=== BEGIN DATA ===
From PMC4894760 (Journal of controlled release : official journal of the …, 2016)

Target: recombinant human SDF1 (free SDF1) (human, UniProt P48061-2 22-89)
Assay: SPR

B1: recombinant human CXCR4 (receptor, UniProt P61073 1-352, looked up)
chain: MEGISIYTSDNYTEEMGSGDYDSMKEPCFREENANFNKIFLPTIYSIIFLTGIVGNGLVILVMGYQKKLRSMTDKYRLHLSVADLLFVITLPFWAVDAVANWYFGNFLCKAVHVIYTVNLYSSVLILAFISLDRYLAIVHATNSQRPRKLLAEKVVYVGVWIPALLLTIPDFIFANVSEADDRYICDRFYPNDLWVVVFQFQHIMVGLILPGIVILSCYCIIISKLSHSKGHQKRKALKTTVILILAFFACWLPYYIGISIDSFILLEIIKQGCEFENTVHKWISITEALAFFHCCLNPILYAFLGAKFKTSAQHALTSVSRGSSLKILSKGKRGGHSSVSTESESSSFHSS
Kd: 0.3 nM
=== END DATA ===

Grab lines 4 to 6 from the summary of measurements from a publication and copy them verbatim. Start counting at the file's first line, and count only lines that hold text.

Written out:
B1: recombinant human CXCR4 (receptor, UniProt P61073 1-352, looked up)
chain: MEGISIYTSDNYTEEMGSGDYDSMKEPCFREENANFNKIFLPTIYSIIFLTGIVGNGLVILVMGYQKKLRSMTDKYRLHLSVADLLFVITLPFWAVDAVANWYFGNFLCKAVHVIYTVNLYSSVLILAFISLDRYLAIVHATNSQRPRKLLAEKVVYVGVWIPALLLTIPDFIFANVSEADDRYICDRFYPNDLWVVVFQFQHIMVGLILPGIVILSCYCIIISKLSHSKGHQKRKALKTTVILILAFFACWLPYYIGISIDSFILLEIIKQGCEFENTVHKWISITEALAFFHCCLNPILYAFLGAKFKTSAQHALTSVSRGSSLKILSKGKRGGHSSVSTESESSSFHSS
Kd: 0.3 nM